Brazilian President Jair Bolsonaro and U.S. President Donald Trump are both keen on strengthening the ties between their respective countries, but a comprehensive trade pact that slashes tariffs on ag commodities, farm machinery and other goods and services isn’t likely in the near future because of Democratic opposition, says U.S. Trade Representative Robert Lighthizer.

“We have a lot going on right now, but I would say a (free trade agreement) right now is probably not in the cards,” Lighthizer said Tuesday during the second day of a two-day virtual event hosted by the U.S. Chamber of Commerce. “If you’re going to move forward with an FTA, the first thing you have to do is consult with the Congress and go through a House and Senate process where you … have to get bipartisan support. And the reality is there is no support for an FTA in the Democratic Party in the United States at this time.”

One of the first people Lighthizer would have to meet with before starting FTA negotiations with Brazil is House Ways and Means Committee Chairman Richard Neal, D-Mass., and Rep. Earl Blumenauer, D-Ore., head of the panel’s trade subcommittee, and they are making their opposition clear.

“President Jair Bolsonaro’s abysmal record on human rights, the environment, and corruption are why Democrats on the Ways and Means Committee have long opposed a trade agreement or expanded economic partnership with Brazil,” Blumenauer said in a statement released Tuesday after the USTR unveiled a series of agreements to improve trading and investment conditions between the two countries.

Richard Neal

House Ways and Means Committee Chair Richard Neal, D-Mass.

The new protocols update the decade-old Agreement on Trade and Economic Cooperation between the two countries, and officials from both the Trump and Bolsonaro administrations hailed it as a major step toward a full-blown FTA between the two countries.

“From their first meetings, President Trump and President Bolsonaro have shared a vision for a prosperity partnership between the United States and Brazil and a desire for new trade initiatives,” Lighthizer said. “Today’s protocol uses the existing ATEC to establish common standards for the two countries on efficient customs procedures, transparent regulatory development, and robust anti-corruption policies that will create a strong foundation for closer economic ties between our two countries,” said Lighthizer.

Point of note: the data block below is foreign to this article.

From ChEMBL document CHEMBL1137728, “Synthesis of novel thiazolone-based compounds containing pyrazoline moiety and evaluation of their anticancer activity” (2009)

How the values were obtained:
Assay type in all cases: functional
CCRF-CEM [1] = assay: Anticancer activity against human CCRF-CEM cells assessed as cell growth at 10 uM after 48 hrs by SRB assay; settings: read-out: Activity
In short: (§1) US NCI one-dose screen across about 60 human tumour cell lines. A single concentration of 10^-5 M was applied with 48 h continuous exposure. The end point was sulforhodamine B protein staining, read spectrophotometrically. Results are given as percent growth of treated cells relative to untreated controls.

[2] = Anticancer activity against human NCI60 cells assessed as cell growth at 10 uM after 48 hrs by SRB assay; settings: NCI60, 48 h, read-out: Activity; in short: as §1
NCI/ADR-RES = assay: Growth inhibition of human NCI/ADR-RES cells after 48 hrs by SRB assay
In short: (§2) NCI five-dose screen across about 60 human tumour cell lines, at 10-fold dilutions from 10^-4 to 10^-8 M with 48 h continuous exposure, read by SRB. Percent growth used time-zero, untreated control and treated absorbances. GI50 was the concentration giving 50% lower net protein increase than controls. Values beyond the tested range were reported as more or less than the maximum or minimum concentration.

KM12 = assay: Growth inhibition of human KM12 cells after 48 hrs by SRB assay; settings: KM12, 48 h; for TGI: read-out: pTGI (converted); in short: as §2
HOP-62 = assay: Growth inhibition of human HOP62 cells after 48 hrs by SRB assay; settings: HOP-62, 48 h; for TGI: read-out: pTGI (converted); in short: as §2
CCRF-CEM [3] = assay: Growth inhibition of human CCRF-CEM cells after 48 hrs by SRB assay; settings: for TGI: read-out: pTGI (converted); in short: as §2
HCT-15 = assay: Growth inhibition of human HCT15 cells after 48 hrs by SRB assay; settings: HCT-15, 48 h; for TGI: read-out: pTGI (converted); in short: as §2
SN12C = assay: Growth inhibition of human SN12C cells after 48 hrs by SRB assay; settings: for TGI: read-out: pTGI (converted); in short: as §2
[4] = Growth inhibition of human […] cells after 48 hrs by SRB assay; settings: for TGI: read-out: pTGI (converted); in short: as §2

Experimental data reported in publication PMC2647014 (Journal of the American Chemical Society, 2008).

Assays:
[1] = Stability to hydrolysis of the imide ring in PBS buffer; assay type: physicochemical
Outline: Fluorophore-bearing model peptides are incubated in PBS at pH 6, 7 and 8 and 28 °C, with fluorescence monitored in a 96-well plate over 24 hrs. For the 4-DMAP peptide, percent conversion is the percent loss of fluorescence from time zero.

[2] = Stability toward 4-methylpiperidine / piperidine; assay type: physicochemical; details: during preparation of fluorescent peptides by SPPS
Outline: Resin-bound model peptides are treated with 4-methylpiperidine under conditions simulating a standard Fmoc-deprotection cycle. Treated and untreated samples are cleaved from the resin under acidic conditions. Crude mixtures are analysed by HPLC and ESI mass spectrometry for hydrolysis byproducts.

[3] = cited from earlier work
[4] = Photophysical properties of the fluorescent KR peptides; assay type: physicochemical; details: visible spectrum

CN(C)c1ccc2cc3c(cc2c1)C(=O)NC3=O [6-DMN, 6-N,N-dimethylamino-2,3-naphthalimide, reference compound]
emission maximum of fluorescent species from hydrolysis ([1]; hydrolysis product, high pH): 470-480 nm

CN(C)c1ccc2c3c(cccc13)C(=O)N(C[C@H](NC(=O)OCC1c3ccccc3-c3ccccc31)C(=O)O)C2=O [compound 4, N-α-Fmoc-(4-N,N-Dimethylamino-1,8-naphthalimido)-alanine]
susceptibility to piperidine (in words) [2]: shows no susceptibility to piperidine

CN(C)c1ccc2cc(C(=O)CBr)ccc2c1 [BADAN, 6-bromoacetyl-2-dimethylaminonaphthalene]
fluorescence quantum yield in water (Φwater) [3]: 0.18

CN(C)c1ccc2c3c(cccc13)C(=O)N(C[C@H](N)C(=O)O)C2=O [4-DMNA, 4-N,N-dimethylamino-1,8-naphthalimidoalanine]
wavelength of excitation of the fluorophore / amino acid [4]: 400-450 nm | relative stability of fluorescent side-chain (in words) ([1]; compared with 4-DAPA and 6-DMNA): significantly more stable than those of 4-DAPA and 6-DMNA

But Neal took it as a slap in the face.

“With this trade deal, the Trump administration has circumvented Congress to reward a Brazilian administration that lacks respect for basic human rights, the environment, and its own workers,” the Democratic Ways and Means Committee chairman said. “Giving President Bolsonaro ammunition to claim that the United States endorses his behavior sullies our nation’s reputation as a country that demands our trade partners respect human rights and the rule of law.”

Neal, Blumenauer and 22 other Democrats — many of whom worked with Lighthizer to amend the U.S.-Mexico-Canada Agreement — signed on to a letter to the USTR in early June to castigate the Trump administration for beginning talks on the new protocol that was released Tuesday.

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“Through reprehensible rhetoric and actions, the Bolsonaro government in Brazil has demonstrated its complete disregard for basic human rights, the need to protect the Amazon rainforest, the rights and dignity of workers, and a record of anticompetitive economic practices,” the Democrats wrote in the letter.

Darin LaHood

Rep. Darin LaHood, R-Ill.

Lighthizer may have given up on getting House Democrats to support an FTA, but Rep. Darin LaHood, R-Ill., co-chairman of the House Brazil Caucus, said he has faith. Lighthizer, LaHood said, worked with Democrats and their demands for USMCA to produce a trade pact that eventually won widespread support and passed in the House by a wide margin.

“A lot of that credit goes to Ambassador Lighthizer and his ability to work across those party lines to get people on board,” LaHood said.

Also, there are Brazilian lawmakers who are not in the same political party as Bolsonaro, but support an FTA with the U.S., and they need to reach out to Neal and other House Democrats, LaHood said.

“I’m not saying it’s going to turn out exactly the way USMCA did, but it’s a good template to move forward,” he said.

And Lighthizer himself has not completely written off the possibility of starting up FTA negotiations with Brazil early next year. In the “best case scenario,” he said, the Trump administration was “always looking at this to be something we could do at the beginning of a second term and we’ll see where we are when that time comes.”

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